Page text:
Dissertation/Thesis Abstract

Righteous victims: The role of competing victim identities in the Israeli Palestinian Conflict: A social psychological paradigm
by Karlin, Daniela R., M.A., The George Washington University, 2010, 130; 1477212
Abstract (Summary)

Why do Israelis and Palestinians expend considerable amounts of effort competing for recognition as the victim of the conflict? How does this victim identity perpetuate the conflict and impede conflict resolution efforts? What can be done to address this issue? In one of the most violent, protracted conflicts of our time, it is critical that those interested in Israeli-Palestinian conflict resolution understand the deep psychological issues underlying the Israeli-Palestinian Conflict, the most fundamental of which is the concept of victimhood. This paper sets out to analyze the role of victim identity and victim psychology in the perpetuation of the Israeli-Palestinian conflict. Through an analysis of relevant social psychological theories, an application of these theories to the Israeli-Palestinian conflict, and a case studies analysis of practitioners in the field, the author suggests a new way to look at the conflict: through the eyes of the self-identified victim.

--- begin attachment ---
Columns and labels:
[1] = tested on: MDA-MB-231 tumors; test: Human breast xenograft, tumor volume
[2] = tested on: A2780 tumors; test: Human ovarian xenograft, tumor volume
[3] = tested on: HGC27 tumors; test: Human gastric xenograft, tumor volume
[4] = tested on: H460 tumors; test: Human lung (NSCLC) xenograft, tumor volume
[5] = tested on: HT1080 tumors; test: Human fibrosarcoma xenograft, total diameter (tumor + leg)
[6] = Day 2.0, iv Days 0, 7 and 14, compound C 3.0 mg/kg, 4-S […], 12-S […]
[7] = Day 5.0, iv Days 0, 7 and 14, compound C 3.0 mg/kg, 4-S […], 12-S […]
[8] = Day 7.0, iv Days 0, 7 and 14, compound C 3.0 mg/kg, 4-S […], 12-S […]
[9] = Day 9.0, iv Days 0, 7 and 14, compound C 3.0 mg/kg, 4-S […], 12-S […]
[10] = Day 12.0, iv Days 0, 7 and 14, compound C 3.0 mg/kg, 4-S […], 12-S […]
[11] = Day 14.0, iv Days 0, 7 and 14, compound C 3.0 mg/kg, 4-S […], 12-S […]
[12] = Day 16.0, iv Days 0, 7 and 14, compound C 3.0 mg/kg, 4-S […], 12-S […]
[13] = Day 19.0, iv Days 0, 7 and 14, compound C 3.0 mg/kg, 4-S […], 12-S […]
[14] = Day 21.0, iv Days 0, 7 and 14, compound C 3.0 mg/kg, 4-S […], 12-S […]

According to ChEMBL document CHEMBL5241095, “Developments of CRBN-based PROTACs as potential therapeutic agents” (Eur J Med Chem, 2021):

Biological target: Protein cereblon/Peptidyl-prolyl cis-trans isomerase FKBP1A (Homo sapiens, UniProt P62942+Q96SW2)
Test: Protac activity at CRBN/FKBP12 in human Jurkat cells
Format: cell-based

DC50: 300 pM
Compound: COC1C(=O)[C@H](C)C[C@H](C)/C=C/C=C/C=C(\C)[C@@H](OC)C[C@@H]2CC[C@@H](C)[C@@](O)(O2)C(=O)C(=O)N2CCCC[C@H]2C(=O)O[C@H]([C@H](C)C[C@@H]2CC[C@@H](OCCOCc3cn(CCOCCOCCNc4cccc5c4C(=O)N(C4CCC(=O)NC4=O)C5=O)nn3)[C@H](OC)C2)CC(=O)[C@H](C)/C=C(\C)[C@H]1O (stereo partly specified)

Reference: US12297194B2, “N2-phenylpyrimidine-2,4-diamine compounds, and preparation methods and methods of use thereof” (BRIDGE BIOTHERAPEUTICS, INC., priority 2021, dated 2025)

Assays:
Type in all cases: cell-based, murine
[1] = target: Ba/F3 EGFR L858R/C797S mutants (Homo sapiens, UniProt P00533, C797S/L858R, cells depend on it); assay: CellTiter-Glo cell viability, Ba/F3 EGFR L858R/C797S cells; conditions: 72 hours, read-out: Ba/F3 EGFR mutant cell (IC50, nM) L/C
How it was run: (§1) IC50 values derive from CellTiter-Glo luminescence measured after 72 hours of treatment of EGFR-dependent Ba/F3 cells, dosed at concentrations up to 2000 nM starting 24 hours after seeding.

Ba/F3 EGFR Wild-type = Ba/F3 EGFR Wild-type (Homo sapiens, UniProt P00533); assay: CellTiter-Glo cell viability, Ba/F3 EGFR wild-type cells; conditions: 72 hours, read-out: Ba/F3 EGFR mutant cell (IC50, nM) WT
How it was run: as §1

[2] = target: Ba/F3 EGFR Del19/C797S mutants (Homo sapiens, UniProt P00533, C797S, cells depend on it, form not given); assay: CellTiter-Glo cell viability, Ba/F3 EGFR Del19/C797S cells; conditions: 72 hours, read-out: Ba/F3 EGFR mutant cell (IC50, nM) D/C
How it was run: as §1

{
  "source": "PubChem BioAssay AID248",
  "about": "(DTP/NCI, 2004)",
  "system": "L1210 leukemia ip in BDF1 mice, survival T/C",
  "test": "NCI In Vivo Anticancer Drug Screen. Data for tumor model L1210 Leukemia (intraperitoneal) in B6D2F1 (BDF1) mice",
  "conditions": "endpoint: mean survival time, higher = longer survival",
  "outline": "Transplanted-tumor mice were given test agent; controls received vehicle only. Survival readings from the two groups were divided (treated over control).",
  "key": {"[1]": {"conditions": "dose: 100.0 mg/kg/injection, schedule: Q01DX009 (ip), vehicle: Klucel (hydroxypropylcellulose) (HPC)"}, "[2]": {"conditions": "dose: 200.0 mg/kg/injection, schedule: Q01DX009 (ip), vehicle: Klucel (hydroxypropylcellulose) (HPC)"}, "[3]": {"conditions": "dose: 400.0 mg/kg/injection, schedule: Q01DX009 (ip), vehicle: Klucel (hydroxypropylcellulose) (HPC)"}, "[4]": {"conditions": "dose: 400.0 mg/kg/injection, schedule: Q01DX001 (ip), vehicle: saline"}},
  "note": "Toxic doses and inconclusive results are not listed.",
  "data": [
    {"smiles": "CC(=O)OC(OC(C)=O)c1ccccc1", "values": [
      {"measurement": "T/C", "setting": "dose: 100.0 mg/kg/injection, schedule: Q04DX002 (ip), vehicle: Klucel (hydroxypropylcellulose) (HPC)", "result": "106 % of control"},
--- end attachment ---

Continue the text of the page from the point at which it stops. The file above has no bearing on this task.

Indexing (document details)
Advisor: Friedman, Adina, Post, Jerrold M.
School: The George Washington University
Department: International Affairs
School Location: United States -- District of Columbia
Source: MAI 48/06M, Masters Abstracts International
Subjects: Social psychology, Middle Eastern Studies, International Relations
Keywords: Conflict resolution, Israel, Palestine, Psychology, Terrorism, Victim
Publication Number: 1477212
ISBN: 978-1-124-03689-2
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